In Chaco canyon, deep in the New Mexican desert, lies evidence of an advanced ancient pre-columbian culture. Within one of the many rooms we have found evidence of thousands of kilometers of trade reach, with items indigenous to places hundreds of kilometers away. One of the interesting items found in a matriarchal burial chamber was a conch shell trumpet with a turquoise mouthpiece. The conch being imported all the way from the Caribbean. Studies have found that a shell trumpet could be heard at least 1.5 km away, if blown in the main canyon area. Chaco canyon is theorized to be an ancient place of worship and spiritual education, with trade routes linking the site to the Caribbean, Central America, and the Midwestern & Pacific northwestern US.
Many Pre-Columbian cultures were animistic at their core, and saw every instrument as living beings. Animism is the perspective that everything has spirit, and can be viewed as “alive” to our modern cultures standards. These cultures saw the shell trumpet as a connection to the spirit world, and within each was a spirit. These spirits sometimes required certain things such as foods, incense, and other offerings. These perspectives are echoed in other ancient cultures, and similar views can be found by many other cultures mentioned in this article.
In areas such as Fiji, in the South Pacific, called these instruments davui. This example above is from the western portion of the island of Viti Levu, whose inhabitants formerly created a distinctive variety of davui. A unique feature of Western Viti Levu shell trumpets is the presence of a small finger hole, bored near the mouth of the shell, which allowed the player to vary the pitch when playing, creating a rising and falling tone.
Virtually all other Pacific trumpets emit only a single note. In contrast to other Fijian conch shell trumpets, western Viti Levu davui were end-blown, with a blowing hole made by removing the apex of the shell, rather than side blown (using a hole made in the side of the instrument). They were also frequently decorated, as here, with elaborate rope-like tassels made from coconut husk fiber while those in other parts of Fiji were non-ornamented.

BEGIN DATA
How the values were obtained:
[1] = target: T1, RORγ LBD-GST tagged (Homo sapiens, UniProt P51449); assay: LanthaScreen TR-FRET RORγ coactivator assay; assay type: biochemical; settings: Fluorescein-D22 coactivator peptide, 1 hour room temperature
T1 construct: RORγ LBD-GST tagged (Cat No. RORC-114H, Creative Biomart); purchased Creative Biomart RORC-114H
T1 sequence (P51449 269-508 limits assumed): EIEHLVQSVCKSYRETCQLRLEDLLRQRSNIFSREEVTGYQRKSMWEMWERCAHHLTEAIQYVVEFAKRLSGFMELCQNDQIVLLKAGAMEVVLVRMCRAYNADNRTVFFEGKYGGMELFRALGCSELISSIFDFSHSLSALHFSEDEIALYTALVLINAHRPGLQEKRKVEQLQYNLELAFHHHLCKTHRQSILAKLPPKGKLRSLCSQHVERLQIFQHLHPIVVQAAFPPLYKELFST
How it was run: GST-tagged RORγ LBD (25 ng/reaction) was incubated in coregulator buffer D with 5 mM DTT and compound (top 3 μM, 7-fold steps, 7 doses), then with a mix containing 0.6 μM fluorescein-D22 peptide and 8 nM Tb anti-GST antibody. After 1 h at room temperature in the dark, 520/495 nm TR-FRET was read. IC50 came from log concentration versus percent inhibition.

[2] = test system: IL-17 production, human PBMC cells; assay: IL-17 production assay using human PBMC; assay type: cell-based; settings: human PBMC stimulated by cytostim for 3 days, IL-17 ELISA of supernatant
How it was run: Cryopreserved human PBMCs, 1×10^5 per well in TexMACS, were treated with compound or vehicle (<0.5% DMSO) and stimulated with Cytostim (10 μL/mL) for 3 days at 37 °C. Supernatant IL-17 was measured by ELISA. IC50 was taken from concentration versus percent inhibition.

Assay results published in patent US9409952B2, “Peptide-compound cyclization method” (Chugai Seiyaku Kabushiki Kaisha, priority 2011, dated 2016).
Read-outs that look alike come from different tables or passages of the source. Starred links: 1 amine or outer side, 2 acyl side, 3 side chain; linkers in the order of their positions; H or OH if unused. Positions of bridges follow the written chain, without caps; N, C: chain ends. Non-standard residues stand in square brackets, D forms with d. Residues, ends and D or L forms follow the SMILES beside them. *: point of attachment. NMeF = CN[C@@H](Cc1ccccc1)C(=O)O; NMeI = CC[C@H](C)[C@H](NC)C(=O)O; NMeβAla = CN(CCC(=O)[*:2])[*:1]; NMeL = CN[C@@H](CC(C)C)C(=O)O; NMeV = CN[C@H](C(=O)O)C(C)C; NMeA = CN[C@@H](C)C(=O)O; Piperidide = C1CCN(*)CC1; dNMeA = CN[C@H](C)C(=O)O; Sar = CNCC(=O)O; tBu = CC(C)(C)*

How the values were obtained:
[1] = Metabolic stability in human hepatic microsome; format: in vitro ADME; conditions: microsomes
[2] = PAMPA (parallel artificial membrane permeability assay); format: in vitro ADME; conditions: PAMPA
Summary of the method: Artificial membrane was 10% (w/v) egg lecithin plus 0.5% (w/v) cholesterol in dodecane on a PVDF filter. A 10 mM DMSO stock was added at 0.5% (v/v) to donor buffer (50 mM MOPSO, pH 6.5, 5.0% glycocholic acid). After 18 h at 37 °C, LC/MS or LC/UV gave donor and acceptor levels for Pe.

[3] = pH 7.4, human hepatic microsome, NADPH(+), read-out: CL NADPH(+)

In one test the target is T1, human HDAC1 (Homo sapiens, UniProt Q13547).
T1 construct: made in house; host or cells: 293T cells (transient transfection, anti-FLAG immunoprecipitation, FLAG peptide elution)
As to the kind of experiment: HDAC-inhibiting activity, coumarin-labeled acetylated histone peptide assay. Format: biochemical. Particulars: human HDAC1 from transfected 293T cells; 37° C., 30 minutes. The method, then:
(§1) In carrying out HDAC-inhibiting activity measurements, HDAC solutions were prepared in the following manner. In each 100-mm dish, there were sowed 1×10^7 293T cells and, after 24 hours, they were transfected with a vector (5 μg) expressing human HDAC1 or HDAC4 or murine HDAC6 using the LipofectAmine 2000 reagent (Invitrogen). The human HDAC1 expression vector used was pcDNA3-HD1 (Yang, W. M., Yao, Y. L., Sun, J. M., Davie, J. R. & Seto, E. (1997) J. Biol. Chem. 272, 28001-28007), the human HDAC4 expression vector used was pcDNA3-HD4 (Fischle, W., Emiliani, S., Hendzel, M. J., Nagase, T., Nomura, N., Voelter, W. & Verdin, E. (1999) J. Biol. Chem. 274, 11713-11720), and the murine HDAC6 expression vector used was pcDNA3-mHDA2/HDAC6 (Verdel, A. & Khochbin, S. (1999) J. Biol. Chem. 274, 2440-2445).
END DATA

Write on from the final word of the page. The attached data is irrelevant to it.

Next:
New Zealand- Maori
The pūtātara is the Māori version of the shell trumpet, an unique set of beliefs and design standards are still held in reverence within the Māori culture. It is usually made with a wooden mouthpiece and a bell made of a native conch or triton shells.
The decorative mouthpieces of the pūtātara are some of the most stunning of many of the various decorative methods of many other cultures. The carved designs in the wooden mouthpieces are usually very intricate and visibly display the essence of traditional Māori styling and design.
Māori legend says that when Tāne descended from the heavens carrying Te Kete ō Te Wānanga (the three baskets of knowledge) gifted from his father Ranginui, he left a pūtātara as a koha (gift). This story and several others show how this instrument has become an important foundation of Māori spiritual beliefs and practices. In Māori whakapapa, Tangaroa is the atua (spiritual entity) of the oceans and the fish are his children through his union with Hine Moana. Whakairo translates as carving or the work of Iro. Iro is a sea worm, or a child of Tangaroa that leaves carved patterns in pieces of driftwood. Therefore carving can be seen as a gift from Tangaroa.Sourced from: http://www.jeremycloake.com/en/products/taonga_puoro/putatara/
Horagai (or jinkai ) are the Japanese equivalent the the shell trumpet. Usually made from triton (similar to the Maori versions), these trumpets were customarily decorated with rope in some way. Sea Shell Trumpets have been used in Japan for hundreds of years. The numerous functions for shell trumpets in the Japanese culture are matched with as many names, as well.
These trumpets are fairly unusual when compared to other known variations. Horagai have wood or bronze mouthpieces that give them the ability to produce up to 3-5 pitches. This is unique aspect for the horagai provides additional communicative functions for the use of shell trumpets.
The samurai used the trumpets in war to signal and communicate, they called them jinkai or “war shell.” Yambushi warrior monks of Japan utilized the hora to communicate and for mantras.
Buddhism and Hinduism have used shell trumpets for certain rituals or within ceremony for at least 1,000 years. Tibetan shell trumpets are some of the most ornately designed versions we can find, often with intricate brass and metal embellishments and symbology.
The numerous names and styles of shell trumpets found across history and cultures is amazing. Even cultures hundreds of kilometers from the ocean seem to have found a reverence for these naturally sourced instruments. Whether ornately decorated with stucco, metal, or carvings; these instruments provided very similar traditional uses. Imagine the power of ancient shell trumpets as they echoed in the distant past. We can still find them in use today; for communication, sacred purposes, evoking certain deities or signaling spiritual ceremonies & religious rituals.
As I am working on my own sacred instruments and completing my own conch shell trumpet this season, I submerge myself in these past perspectives our ancestors viewed these powerful instruments in. If you’re interested in making your own shell trumpet and want to schedule your own instrument making immersion, feel free to reach out to me. I love to share my knowledge and techniques for creating your next ceremonial tool.
The Guamo Botutu (Fotutu) – Shell Trumpet – Evelyn Dye-Garcia, 2004